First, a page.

Readers Are Spellbound & Perplexed…

Dear GW/BW – My daughter’s school is  considering finally banning Dodgeball. My husband is dead set against this, but I’m on the fence. I loved it, but I can see what they mean about teaching our kids good lessons like not bullying and non-violence. On the other hand, why do away with something so traditional? What are your thoughts?   – Dodgy Movement, City/State withheld

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Dear Dodgy Movement,

I am a parent who grew up in the late 70’s. Dodgeball, tag, and floor hockey (with plastic sticks) was all part of the normal Physical Education classes. I have to side with your husband. I love dodgeball, not because I was the best at it or because I was the bully who wanted to pick on smaller kids. I love dodgeball because it is a sport about life. You may be the under-dog, too small or too big and lanky with little coordination (that was me), but you have a skill you can rely on to survive.

For me, I was truly jazzed when the best dodgeball players would throw the ball at me. I knew I could not actually dodge the ball (read: big, lanky kid line), but I could catch the ball. I learned that even if the most popular or the biggest bully came after me, I had the resources to rise above it. I would sink to my knees, take the pain, catch the ball and deliver a resounding, “Ha! You’re out!” Dodgeball taught me that no matter what was stacked against me, I had my own unique skills to win. I wasn’t as small and agile at dodging the ball as some other kids, but I could catch that big red rubber ball. I could survive based on my own talents. That’s an important lesson.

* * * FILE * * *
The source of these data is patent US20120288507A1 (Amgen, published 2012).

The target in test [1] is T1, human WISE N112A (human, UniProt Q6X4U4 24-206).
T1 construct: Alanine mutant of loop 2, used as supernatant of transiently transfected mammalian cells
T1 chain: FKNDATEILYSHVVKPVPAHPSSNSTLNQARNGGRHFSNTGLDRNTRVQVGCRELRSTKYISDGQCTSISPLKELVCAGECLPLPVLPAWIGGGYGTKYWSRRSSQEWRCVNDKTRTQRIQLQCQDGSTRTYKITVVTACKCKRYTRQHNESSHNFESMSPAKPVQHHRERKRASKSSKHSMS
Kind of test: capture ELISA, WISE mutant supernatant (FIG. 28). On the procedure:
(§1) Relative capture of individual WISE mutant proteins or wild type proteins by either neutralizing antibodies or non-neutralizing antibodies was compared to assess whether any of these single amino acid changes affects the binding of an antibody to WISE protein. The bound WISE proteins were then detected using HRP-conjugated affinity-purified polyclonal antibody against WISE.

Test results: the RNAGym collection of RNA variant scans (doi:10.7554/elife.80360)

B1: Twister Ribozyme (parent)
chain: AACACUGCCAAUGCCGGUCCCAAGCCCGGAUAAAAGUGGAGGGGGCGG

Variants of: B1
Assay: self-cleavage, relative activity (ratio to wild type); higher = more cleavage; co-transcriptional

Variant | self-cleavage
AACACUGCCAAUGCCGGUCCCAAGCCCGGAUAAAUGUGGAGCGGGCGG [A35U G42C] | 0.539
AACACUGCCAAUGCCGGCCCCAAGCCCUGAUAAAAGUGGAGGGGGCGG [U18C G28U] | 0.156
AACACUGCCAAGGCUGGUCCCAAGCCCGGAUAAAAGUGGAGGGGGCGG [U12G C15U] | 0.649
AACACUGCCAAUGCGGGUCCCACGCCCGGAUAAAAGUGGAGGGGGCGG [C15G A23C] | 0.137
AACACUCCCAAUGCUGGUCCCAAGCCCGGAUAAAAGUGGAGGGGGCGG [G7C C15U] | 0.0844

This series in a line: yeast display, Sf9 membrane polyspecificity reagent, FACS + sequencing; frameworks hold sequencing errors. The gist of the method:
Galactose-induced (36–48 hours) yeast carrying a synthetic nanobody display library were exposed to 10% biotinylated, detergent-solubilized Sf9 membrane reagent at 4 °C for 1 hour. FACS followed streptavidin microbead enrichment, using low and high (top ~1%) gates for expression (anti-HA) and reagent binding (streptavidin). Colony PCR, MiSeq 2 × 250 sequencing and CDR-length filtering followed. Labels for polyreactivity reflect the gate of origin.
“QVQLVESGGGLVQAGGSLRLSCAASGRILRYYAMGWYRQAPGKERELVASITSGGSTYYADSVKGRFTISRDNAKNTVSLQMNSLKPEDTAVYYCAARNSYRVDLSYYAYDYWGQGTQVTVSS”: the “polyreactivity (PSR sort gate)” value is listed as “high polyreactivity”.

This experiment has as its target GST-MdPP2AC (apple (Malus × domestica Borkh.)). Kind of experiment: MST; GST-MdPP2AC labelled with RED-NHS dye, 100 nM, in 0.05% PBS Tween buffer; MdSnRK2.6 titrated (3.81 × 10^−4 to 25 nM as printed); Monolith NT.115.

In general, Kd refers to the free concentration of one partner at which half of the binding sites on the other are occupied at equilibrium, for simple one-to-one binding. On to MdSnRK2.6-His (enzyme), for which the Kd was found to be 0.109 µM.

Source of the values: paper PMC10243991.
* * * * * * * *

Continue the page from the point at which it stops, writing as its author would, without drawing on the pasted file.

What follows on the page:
Now, some schools go further than banning dodgeball. They ban any activity in which someone may lose. This means the demise of innocent games like musical chairs. This means everyone gets a medal so no one gets to say, “I’m number one!” How can we take these important life lessons away from our children? We don’t want our kids to lose and we don’t want them to be disappointed, which as a mom, I get. But at the same time that means we are avoiding giving our kids the lessons of how to rise above disappointment. How to grieve a loss of something small—like a game or a spelling bee—accept the lessons inherent in the situation and apply those lessons to do better the next time.